6. EXEMPLARY EMBODIMENTS OF THE INVENTION

The tests which follow demonstrate that, by virtue of its specific construction, the multilayer composite laminate according to the invention makes it possible to reduce the weight and therefore the rolling resistance of the tyres, at a cost that is lower thanks to the use of non-cabled steel monofilaments, all this being achieved first and foremost without impairing the cornering stiffness or overall endurance of these tyres.

These comparative tests were carried out on passenger vehicle tyres of size 205/55 R16, manufactured in the conventional way and identical in all respects except for the construction of their multilayer composite laminate.

A) Tyres Tested

In the tyres according to the invention of these examples, according to the schematic depiction of FIG. 2, the reinforcers (110) are folded yarns made of polyamide 66, each folded yarn consisting of 2 spun yarns of 140 tex which have been twisted together (on a direct cabling machine) at 250 turns/meter, with a diameter D1 equal to approximately 0.66 mm; their CT is equal to approximately 7% and their force of contraction Fc is equal to approximately 28 N.

The first layer of rubber (C1) covering the textile reinforcers (110) is a rubber composition that is conventional for the calendering of textile reinforcers, based on natural rubber, carbon black, a vulcanizing system and the usual additives; adhesion between the polyamide folded yarns and the layer of rubber is ensured in the known way for example using a simple textile glue of the “RFL” (resorcinol-formaldehyde-latex) type.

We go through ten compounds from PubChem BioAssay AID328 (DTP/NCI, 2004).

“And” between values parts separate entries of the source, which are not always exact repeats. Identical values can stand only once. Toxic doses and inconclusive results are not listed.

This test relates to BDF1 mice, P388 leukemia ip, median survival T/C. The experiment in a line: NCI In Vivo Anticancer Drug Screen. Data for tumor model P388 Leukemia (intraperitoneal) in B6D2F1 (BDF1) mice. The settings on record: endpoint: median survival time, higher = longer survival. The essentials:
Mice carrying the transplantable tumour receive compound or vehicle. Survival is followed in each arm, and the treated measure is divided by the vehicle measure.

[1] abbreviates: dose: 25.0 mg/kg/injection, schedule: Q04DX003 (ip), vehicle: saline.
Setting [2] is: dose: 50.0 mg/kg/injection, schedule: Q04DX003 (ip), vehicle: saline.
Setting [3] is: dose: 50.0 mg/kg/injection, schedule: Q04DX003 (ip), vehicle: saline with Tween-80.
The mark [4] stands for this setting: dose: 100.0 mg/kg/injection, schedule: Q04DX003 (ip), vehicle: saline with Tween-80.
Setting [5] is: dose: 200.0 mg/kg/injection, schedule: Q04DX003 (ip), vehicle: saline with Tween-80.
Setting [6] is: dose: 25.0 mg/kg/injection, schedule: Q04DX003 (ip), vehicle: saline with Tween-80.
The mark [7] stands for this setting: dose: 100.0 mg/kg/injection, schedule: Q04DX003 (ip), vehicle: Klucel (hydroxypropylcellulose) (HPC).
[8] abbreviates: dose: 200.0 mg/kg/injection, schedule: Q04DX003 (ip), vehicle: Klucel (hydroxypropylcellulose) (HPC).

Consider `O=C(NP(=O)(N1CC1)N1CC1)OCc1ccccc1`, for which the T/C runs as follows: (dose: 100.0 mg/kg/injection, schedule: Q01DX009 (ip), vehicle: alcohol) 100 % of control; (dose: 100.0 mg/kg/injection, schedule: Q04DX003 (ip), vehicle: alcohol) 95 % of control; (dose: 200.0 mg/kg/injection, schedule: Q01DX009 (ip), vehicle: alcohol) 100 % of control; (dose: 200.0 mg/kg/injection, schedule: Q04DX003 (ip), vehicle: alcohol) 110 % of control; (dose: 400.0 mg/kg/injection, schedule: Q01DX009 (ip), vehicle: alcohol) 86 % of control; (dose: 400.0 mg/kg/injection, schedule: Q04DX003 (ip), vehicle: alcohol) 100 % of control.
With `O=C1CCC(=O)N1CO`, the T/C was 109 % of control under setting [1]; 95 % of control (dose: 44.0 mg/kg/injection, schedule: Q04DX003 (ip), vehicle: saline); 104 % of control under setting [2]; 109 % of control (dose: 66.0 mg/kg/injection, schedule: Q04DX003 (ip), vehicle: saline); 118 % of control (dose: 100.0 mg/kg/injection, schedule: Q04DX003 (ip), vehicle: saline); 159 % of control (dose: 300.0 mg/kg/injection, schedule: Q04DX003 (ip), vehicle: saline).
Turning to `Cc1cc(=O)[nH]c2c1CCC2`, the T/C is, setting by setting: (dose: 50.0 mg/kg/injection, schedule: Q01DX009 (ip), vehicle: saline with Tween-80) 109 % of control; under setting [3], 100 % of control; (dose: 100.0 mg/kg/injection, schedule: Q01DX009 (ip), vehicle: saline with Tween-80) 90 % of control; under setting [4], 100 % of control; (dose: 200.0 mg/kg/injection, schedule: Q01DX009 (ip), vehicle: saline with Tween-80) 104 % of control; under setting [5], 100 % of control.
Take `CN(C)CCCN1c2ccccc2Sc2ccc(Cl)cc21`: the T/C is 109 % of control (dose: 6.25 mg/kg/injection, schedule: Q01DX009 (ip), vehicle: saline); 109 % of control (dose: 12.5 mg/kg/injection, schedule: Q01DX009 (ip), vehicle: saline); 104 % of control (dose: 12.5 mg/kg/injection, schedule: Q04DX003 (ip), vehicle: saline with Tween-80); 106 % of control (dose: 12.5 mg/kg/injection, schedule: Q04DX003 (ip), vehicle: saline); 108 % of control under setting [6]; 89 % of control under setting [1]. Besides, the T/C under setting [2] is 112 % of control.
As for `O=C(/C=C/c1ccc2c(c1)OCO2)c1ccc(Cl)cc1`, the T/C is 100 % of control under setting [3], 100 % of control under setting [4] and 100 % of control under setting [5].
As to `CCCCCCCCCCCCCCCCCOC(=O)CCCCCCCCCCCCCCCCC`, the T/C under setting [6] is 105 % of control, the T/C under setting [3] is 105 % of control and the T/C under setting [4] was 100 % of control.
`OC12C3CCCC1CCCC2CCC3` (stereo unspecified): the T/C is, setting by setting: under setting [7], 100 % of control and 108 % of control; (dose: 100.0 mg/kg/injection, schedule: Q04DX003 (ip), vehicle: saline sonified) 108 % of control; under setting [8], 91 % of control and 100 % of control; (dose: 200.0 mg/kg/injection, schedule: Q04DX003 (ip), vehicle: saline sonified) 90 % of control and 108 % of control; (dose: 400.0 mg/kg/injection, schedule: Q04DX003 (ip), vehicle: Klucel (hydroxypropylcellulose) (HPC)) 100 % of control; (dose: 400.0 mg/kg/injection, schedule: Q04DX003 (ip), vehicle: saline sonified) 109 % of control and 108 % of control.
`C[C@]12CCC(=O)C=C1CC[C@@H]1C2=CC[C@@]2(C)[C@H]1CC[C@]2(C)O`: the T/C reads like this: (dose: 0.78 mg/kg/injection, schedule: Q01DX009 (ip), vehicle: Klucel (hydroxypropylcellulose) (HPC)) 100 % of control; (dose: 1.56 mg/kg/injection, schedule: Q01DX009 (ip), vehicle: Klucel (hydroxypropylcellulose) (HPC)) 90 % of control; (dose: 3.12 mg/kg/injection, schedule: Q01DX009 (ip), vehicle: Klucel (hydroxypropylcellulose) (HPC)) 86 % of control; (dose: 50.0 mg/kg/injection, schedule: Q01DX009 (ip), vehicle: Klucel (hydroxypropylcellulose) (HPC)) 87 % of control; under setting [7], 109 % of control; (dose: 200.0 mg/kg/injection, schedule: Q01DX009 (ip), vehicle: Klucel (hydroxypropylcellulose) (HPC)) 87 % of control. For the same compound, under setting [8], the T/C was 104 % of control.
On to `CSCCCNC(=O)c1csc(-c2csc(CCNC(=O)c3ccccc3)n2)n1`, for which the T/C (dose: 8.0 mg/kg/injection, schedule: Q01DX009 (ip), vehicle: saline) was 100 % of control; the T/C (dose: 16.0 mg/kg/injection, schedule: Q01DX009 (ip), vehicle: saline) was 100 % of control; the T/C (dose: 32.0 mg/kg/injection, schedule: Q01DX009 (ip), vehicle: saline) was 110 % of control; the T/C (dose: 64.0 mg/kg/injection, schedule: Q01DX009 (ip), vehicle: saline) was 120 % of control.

To manufacture this first layer (C1) the textile folded yarns (110) were calendered between two layers of rubber composition in the raw (unvulcanized) state, each having a thickness of approximately 0.25 mm, in a way well known to those skilled in the art.

The metal reinforcers (120) and (130) are micro-alloyed carbon steel monofilaments (0.9% carbon and 0.2% Cr) of UHT type having the strength Rm of the order of 3650 MPa (breaking force 258 N), a total elongation At of 2.3%, and a diameter (D2, D3) of 0.30 mm.

The second (C2) and third (C3) layers of rubber covering these steel monofilaments (120, 130) consist of a composition that is conventional for the calendering of metal tyre belt plies, typically based on natural rubber, carbon black, a vulcanizing system and the usual additives such as cobalt salts by ways of adhesion promoters.

To manufacture these two layers (C2, C3), monofilaments (130) were calendered between two layers of rubber composition in the raw (unvulcanized) state, each having a thickness of around 0.32 mm, in a way well known to those skilled in the art.

The density d1 of the textile folded yarns (110) in the first layer (C1), measured in the axial direction (Y), is equal to approximately 100 threads/dm, that (d2 et d3 respectively) of the second (120) and third (130) steel monofilaments is equal to approximately 160 threads/dm.

Thus, in a range extending axially between −2 cm and +2 cm on each side of the median plane M there are approximately 40 (namely 20 on each side) textile folded yarns (110) and approximately 64 (namely 32 on each side) second (120) and third (130) steel monofilaments.

The measured mean thickness Ez1 of rubber separating these textile folded yarns (110) from the steel monofilaments (120) was approximately 0.31 mm while the mean thickness Ez2 of rubber separating the steel monofilaments (120) from the other steel monofilaments (130) was around 0.45 mm. The total mean thickness of the laminate according to the invention, measured in the radial direction, was approximately 2.3 mm.